Changes to Chinese subsidies for hybrid and battery-powered vehicles – or new energy vehicles in local parlance – that came into effect mid-June are already having a dramatic impact.
According to data from China’s Ministry of Industry and Information Technology, some 64,000 battery-electric vehicles (BEV) rolled off production lines in June 2018, a drop of 16% compared to May. June sales fell by 23% to 63,000 units. Plug-in hybrid sales increased 5% to 22,000.
Chinese BEV production peaked at more than 150,000 units in December last year. Global EV sales topped 1.2m in 2017 with BEVs making up two-thirds of the total and China accounting for more than half the market.
The new subsidy regime has impacted several leading battery producers in China according to the latest lithium research report from industry tracker Benchmark Mineral Intelligence. The country’s Optimum Nano last month announced that it would cease operations for at least the rest of the year while Yinlong New Energy has suspended production at many facilities due to slower sales.
Simon Moores, MD of Benchmark, tells MINING.com declining demand from Chinese battery producers have seen global lithium prices converge.
According to Benchmark data, ex-works prices in China for battery-grade lithium carbonate are down more than 26% since the start of the year to $18,250 a tonne (mid-price) in June.
In contrast FOB export prices from lithium brine operations in Chile and Argentina have been steadily rising since 2016 when prices were stuck below $5,000 a tonne and now trade near par to technical-grade material in China at just below $16,000.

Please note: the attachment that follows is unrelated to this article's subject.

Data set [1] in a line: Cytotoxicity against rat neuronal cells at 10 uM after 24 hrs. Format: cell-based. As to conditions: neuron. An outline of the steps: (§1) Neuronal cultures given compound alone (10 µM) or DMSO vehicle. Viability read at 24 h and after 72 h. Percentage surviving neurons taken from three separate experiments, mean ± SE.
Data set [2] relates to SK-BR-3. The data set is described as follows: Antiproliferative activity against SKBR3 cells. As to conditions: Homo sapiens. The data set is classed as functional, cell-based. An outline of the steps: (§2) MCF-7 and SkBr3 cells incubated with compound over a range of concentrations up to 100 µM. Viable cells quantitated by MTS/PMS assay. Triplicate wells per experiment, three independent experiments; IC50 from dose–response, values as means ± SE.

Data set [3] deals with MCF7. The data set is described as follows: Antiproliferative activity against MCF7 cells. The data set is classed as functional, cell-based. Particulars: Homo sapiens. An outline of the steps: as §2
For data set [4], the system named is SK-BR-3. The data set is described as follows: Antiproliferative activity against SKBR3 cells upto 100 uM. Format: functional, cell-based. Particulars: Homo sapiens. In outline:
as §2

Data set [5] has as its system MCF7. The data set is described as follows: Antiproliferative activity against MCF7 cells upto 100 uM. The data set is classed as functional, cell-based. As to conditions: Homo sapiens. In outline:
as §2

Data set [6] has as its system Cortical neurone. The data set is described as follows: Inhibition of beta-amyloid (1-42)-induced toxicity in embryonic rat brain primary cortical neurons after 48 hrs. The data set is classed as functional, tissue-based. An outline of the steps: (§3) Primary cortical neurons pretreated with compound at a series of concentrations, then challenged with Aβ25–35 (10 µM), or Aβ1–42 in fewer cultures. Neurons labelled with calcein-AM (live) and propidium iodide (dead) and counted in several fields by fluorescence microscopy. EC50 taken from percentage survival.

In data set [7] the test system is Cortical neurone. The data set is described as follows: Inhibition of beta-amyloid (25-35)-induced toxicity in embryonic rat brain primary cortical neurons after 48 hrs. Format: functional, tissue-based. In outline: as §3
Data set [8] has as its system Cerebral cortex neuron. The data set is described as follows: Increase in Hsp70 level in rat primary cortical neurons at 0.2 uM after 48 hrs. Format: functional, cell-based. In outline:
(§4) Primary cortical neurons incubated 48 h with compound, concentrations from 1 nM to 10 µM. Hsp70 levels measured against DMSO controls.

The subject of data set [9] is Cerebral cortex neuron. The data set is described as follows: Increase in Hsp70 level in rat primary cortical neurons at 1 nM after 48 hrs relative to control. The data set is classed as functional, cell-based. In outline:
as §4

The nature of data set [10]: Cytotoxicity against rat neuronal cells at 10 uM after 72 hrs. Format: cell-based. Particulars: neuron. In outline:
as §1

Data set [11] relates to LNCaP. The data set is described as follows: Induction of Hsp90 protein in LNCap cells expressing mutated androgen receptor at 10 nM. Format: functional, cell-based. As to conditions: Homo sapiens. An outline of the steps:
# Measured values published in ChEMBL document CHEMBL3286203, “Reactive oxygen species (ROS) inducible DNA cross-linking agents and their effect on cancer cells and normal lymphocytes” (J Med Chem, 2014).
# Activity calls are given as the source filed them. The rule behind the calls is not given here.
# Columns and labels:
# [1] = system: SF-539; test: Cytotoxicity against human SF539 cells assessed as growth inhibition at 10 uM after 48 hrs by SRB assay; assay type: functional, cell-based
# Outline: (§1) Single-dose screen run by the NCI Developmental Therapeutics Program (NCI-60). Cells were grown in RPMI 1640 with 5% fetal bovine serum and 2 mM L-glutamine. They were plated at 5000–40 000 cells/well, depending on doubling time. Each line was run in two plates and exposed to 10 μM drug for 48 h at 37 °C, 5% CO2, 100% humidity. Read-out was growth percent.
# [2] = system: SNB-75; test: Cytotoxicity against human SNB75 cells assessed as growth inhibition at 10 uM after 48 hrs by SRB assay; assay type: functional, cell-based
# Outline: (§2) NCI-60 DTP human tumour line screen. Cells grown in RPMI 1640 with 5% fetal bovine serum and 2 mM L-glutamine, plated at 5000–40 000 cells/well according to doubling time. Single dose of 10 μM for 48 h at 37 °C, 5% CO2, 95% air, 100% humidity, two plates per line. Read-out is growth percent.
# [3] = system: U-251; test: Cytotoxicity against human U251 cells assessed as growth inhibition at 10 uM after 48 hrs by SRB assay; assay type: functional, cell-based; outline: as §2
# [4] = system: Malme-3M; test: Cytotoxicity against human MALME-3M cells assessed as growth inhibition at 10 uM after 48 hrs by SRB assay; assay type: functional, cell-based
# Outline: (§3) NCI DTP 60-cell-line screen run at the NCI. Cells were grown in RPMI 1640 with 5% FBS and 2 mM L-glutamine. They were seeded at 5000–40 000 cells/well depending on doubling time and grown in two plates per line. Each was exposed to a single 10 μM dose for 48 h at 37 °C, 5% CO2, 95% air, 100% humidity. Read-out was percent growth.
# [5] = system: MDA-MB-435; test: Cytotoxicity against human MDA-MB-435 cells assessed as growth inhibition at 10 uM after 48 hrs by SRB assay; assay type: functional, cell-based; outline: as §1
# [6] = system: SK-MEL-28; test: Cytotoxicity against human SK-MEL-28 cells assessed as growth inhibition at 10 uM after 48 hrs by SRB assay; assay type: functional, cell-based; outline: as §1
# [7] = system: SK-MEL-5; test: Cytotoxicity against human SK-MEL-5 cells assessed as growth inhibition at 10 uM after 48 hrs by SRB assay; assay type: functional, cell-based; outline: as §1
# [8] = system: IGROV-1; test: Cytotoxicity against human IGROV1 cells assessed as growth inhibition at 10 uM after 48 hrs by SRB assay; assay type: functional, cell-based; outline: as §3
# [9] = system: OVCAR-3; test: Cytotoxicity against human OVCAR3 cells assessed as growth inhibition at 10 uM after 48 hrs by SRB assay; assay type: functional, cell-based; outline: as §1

“Such a sustained rise, especially for a specialty commodity, is rare,” says Moores, adding that one “cannot have all this activity without a supply response.”
From an estimated 250,000 tonnes this year, global lithium production is set to double within three short years.
“The world’s automakers no longer worry about lithium. Supply is secure out to the mid-2020s,” says Moores.
While the brine majors in South America are expanding capacity (and for as little as $4,000 a tonne), the bulk of new supply will come from hard-rock mines in Western Australia and elsewhere.
Producing lithium from brine is a long and complex process. It’s more straight-forward and quicker to build or expand a hard-rock lithium mine, but Moores warns that a spodumene mine does not a lithium operation make. Hard-rock miners and their customers face a long, costly and often bottlenecked chain from ore to battery grade lithium.
Moores expects a build-up of technical and industrial grade lithium inventories. Spodumene (6% concentrate goes for $915 a tonne) is already piling up and as for direct shipping ore, Benchmark research has found no evidence that Chinese processors have used the feedstock to produce battery-grade material that found its way into an electric vehicle.
But it’s early days for the lithium–EV story.
The industry is moving to solid state batteries that will utilize lithium metal.
Solid state batteries – still five to seven years away from commercial deployment believes Moores – are safer, 70% more energy dense than lithium-ion and can be shaped.
And the kicker? Solid state batteries require around 20% more lithium says Moores: “There will be no price crash.”